Beaver trapping has also undergone a major transition. In 1959, the beaver season was from February 15 to March 21. Five beavers could be trapped and the trapping area was restricted to 42 counties. Trappers were allowed to set only 10 traps at any one time. What a difference 42 years has made. This year the trappers can do their thing from December 26 through March 11. In some prime areas, they can trap 20 beavers day and 40 throughout the season. In other areas 20 is the season limit. Only six may be harvested in Zone 6. During the last five years, the annual beaver take has averaged more than 9000. In 1958, 2,420 beavers were trapped.

The expanding turkey population is yet another Pennsylvania phenomenon. In 1965, conservation officers estimated the turkey kill to be 15,000. The fall season was two weeks in length and there was no spring gobbler season. While the results of the 2000 season are not yet available, in 1999 spring hunters killed 37,808 gobblers and fall hunters tagged another 40,721 turkey for a total of 78,529.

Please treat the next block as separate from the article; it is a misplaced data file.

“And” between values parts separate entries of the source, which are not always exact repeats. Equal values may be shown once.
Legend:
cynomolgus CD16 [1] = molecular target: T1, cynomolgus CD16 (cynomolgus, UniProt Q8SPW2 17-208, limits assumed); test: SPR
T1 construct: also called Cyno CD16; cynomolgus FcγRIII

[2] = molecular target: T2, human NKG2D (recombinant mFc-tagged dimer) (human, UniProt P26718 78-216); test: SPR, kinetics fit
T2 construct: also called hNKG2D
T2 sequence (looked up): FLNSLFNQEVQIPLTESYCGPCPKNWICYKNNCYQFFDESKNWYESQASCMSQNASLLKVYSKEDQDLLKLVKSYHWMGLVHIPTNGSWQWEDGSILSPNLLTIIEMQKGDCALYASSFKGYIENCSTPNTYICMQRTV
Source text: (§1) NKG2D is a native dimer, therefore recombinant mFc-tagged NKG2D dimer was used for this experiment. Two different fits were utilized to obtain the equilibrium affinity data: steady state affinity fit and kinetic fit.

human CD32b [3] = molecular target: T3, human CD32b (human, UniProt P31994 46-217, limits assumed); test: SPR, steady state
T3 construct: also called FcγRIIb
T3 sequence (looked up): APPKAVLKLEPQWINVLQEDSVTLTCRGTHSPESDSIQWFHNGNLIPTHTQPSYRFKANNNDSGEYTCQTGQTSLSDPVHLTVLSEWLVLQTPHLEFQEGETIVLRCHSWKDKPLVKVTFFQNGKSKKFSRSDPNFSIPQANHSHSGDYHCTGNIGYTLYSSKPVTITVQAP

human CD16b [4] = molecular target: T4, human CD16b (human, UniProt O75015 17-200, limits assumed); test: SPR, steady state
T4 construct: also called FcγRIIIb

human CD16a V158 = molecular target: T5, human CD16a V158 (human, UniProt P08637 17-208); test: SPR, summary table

It took 131 years, but man-made turkey blinds are now legal in Pennsylvania. It was 1869 when it became unlawful to use a blind to hunt turkeys. This year, the use of an artificial blind again became legal.

This fall, Pennsylvania sportsmen can hunt bear from November 19-21. In 1968, hunters bagged 218 bears in a week-long season. Last year, in a three-day period, Keystone State sportsmen bagged 3,075 bruins.

Occasionally, we hear sportsmen talking “about the good old days.” Perhaps if they take a few minutes to compare our present day hunting opportunities with those earlier-day harvest figures, length of seasons and bag limits, they would quickly realize that, “hunting isn’t the same as before, it’s much better!”